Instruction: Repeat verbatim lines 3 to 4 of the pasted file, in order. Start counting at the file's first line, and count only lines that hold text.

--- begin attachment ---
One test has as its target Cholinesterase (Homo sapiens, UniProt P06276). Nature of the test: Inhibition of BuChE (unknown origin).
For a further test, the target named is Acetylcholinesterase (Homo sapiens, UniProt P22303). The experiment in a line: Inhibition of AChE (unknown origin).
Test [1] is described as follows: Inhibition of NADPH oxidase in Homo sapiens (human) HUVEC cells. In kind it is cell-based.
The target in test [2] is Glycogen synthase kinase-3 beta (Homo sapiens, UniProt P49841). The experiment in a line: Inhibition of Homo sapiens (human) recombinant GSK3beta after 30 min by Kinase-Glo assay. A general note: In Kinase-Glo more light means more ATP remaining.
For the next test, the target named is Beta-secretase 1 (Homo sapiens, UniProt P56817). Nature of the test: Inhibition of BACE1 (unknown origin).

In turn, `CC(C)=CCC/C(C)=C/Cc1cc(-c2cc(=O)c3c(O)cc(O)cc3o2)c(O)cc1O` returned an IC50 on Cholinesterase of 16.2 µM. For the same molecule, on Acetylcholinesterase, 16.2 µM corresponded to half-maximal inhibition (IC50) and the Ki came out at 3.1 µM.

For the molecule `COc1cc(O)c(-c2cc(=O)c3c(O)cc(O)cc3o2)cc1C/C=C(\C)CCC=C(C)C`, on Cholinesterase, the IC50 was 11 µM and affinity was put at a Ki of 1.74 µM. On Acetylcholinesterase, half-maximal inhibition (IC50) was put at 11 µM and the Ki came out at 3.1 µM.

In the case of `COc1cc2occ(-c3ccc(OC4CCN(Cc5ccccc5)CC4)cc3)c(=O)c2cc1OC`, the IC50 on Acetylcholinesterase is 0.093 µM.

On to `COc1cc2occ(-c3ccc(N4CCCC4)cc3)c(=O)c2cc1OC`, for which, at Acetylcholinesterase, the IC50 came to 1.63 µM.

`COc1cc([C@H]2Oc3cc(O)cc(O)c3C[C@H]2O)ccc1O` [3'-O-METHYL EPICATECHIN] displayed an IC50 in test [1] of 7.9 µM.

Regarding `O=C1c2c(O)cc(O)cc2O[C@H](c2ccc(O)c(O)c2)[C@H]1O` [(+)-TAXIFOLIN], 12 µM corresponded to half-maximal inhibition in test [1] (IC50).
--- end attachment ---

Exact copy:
Test [1] is described as follows: Inhibition of NADPH oxidase in Homo sapiens (human) HUVEC cells. In kind it is cell-based.
The target in test [2] is Glycogen synthase kinase-3 beta (Homo sapiens, UniProt P49841). The experiment in a line: Inhibition of Homo sapiens (human) recombinant GSK3beta after 30 min by Kinase-Glo assay. A general note: In Kinase-Glo more light means more ATP remaining.